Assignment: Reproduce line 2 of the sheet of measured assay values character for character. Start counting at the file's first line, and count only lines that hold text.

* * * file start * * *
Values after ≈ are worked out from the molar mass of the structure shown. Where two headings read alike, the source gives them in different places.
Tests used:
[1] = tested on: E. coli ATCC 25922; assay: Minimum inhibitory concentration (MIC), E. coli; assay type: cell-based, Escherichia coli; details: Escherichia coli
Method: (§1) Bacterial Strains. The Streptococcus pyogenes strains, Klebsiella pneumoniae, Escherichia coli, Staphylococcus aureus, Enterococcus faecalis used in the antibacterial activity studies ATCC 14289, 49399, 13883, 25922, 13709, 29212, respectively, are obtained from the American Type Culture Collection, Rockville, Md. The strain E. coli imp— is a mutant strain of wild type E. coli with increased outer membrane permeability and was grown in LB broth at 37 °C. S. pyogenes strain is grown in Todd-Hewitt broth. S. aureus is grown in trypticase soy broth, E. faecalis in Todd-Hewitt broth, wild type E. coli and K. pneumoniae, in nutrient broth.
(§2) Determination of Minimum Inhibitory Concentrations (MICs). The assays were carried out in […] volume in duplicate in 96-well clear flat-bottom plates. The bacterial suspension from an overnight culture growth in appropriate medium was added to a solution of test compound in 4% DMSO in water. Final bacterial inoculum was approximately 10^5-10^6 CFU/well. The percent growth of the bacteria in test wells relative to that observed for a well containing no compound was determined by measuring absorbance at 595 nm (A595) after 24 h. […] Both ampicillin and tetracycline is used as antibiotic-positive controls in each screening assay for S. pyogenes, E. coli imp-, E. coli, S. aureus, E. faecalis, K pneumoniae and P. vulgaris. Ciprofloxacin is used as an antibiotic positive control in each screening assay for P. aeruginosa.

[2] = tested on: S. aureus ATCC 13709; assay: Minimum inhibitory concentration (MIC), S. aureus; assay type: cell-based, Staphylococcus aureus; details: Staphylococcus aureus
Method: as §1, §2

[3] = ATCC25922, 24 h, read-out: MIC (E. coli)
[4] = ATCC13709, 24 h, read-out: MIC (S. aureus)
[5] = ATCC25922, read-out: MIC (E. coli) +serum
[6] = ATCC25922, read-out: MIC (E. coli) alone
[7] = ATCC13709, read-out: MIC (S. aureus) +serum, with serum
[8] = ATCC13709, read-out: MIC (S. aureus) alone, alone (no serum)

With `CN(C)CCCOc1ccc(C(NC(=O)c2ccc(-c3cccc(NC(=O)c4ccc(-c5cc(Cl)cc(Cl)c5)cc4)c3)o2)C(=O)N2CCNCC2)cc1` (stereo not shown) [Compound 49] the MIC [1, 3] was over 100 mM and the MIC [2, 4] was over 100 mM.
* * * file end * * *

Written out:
Tests used: